3. The Subordinate Judge below has also rested his decision on a case not raised by the pleadings and on which no issue was joined and has found that the sum due under the mortgage-bond in suit was included in the sum of Rs. 3,000 for which the later mortgage-bond (Ex. 1-A) was taken. On these findings, he has dismissed plaintiff's suit as against defendant 3. Defendants 4 to 7 have been impleaded, as they are said to be purchasers of portions of the equity of redemption. The result is that the plaintiff's suit has been dismissed as against defendant 3 and it has been directed that the preliminary decree passed on 29th January 1924, against the remaining defendants be made absolute. The present appeal has accordingly been brought by the plaintiff against the decree dismissing his claim as against defendant 3.

4. The appellant has challenged the decree of the Court below on two grounds: In the first place, he contends that in reaching the conclusion that the mortgage-bond in suit has been extinguished by the mortgage of 30th July 1914 (Ex. 1-A), the Subordinate Judge has made a new case for the defendant. It is pointed out that in para. 9 of the written statement, it was admitted that different sums were received for the mortgage-bond in suit and for the other bonds. Indeed it is said that there is no suggestion anywhere in the written statement that the consideration of the second mortgage was in part the sum borrowed on the mortgage-bond in suit. Accordingly, no issue was joined on the point. The Subordinate Judge has really rested his decision on this part of the case on a statement of plaintiff's witness Rajmohan Dutta made in the course of his cross-examination by defendant 3's pleader, that the sum due under the mortgage-bond in suit was also included in the sum of Rs. 3,000 for which bond (Ex. 1-A) was taken. The suggestion of the plaintiff is that this statement must have been made through inadvertence and it seems to us likely to be so, seeing that it was nobody's case that the amount due on the mortgage-bond in suit formed the consideration for the later mortgage (Ex. 1-A). It is also to be noticed that defendant 3 is no party to the second mortgage-bond; on the other hand the defendant, in his examination in-chief, said that

except the debt due under the mortgage-bond, Ex. 1, he was not liable to the plaintiff for any other debt either before or after the said mortgage-bond, Ex. 1. I never took the liability for any debt on behalf of my mother and elder brother Mahananda Sen.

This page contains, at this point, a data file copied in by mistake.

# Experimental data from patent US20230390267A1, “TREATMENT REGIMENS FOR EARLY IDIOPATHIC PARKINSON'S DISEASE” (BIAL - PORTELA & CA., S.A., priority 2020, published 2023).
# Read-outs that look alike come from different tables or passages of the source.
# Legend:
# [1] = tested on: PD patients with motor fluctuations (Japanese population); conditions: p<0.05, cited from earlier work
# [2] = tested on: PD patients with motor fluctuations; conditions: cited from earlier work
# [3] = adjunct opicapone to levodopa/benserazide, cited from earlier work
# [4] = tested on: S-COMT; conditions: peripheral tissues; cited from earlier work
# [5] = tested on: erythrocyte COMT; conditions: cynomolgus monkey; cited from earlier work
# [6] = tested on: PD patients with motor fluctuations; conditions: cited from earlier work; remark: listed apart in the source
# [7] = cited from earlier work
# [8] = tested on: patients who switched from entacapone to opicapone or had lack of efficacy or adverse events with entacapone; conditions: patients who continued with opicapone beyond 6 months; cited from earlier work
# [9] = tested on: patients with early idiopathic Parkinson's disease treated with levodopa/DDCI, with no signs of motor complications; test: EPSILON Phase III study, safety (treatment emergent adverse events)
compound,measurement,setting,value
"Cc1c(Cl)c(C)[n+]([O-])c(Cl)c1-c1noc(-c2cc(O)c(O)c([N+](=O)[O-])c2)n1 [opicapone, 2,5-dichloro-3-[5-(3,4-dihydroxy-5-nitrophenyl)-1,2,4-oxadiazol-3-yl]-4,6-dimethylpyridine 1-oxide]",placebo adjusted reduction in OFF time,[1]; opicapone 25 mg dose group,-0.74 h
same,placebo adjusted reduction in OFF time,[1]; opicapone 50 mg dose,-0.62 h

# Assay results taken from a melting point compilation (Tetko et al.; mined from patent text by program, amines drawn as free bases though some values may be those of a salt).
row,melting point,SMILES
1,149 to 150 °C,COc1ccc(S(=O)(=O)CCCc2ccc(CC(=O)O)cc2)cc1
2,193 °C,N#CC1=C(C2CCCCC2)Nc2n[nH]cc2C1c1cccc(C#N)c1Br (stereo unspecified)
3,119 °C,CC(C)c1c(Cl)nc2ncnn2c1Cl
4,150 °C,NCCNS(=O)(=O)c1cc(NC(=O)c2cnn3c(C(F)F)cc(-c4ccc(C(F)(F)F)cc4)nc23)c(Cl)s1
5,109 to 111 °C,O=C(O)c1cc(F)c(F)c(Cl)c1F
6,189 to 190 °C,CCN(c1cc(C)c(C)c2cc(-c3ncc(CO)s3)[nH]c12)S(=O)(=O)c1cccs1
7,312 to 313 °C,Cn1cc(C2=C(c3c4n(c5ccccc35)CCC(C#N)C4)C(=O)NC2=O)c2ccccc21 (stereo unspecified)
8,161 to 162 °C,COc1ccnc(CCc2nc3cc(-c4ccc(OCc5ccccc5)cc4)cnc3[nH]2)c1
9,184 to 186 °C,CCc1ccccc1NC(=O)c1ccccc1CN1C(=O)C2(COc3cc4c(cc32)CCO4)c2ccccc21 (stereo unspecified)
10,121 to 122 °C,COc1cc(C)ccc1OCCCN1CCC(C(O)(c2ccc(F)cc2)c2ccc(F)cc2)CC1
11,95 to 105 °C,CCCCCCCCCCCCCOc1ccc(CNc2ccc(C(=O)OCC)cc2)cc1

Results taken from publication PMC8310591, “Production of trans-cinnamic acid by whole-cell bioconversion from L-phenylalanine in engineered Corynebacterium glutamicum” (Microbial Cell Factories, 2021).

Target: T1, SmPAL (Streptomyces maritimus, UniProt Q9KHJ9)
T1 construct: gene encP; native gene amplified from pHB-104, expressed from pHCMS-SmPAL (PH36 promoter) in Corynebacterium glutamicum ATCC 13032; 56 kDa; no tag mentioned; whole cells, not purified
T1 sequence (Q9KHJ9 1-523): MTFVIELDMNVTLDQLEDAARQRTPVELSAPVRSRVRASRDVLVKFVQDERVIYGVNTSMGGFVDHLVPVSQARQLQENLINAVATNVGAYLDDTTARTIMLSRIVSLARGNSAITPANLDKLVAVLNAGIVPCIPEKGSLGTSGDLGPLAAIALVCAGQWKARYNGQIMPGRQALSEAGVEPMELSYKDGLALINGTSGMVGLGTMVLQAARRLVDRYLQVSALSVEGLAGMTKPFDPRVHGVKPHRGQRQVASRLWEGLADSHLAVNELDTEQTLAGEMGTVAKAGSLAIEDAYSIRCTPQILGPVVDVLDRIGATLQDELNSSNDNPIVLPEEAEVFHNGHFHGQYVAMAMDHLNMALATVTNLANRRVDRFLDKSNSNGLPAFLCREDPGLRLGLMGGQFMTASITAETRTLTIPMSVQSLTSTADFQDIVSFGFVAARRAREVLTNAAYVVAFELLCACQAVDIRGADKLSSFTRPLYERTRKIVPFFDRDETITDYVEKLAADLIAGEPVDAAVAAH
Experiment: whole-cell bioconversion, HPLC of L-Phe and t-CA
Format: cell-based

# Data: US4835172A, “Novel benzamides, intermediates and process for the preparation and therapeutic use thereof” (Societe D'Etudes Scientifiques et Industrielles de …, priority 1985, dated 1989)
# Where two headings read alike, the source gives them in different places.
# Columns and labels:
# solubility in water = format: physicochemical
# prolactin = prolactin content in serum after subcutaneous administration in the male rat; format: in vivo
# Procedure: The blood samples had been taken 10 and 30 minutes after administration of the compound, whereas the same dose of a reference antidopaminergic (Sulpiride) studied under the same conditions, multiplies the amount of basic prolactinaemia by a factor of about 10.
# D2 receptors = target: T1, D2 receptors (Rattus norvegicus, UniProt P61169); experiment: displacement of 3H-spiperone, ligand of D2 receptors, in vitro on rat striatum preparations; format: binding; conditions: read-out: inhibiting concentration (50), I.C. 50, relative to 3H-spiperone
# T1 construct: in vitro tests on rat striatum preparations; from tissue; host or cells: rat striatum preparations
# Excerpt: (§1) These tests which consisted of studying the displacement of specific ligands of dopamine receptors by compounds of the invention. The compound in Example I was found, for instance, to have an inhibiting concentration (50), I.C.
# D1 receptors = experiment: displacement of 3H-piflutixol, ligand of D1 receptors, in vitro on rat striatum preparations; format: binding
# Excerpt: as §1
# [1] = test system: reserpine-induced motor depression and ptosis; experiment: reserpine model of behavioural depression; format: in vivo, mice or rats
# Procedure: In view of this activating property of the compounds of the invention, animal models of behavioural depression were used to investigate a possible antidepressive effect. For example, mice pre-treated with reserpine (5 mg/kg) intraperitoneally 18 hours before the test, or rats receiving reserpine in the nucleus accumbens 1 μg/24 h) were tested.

5. It seems to us therefore that the Court below has made a new case for the parties not warranted by the pleadings and evidence and, in these circumstances, we are unable to accede to the contention of the learned advocate for the respondents that the case should be remanded for further elucidation of this aspect of the case. If there was any truth in this new case, namely, that the first mortgage-bond was merged in the second, one would have expected a recital of this circumstance in the second bond. It is said that defendant 3 was not a party to the second mortgage and is not responsible for any statement in the later bond (Ex. 1-A). That may be so, but his mother and brother were parties to the same and it is not likely that they should omit mention of such an important fact which would relieve them from liability under the first mortgage, i.e., the one in suit. The second contention of the appellant is that the Subordinate Judge was clearly in error in holding that the sum of Rs. 3,468 must have been meant to be appropriated towards the debt covered by the mortgage in suit, as the sum was realised from premiums obtained from tenants to whom the mortgage properties were leased out with the consent of the mortgagee and from the sale-proceeds of one of the properties mortgaged to Anandamayee, properties which were the joint properties of all defendants 1, 2 and 3. It is argued that it is common ground that this payment was not made by defendant 3 and it was open to the creditor to appropriate, at his election, the sum towards any debt due to the plaintiffs from defendants 1 and 2. Defendant 3 did not personally make the payments.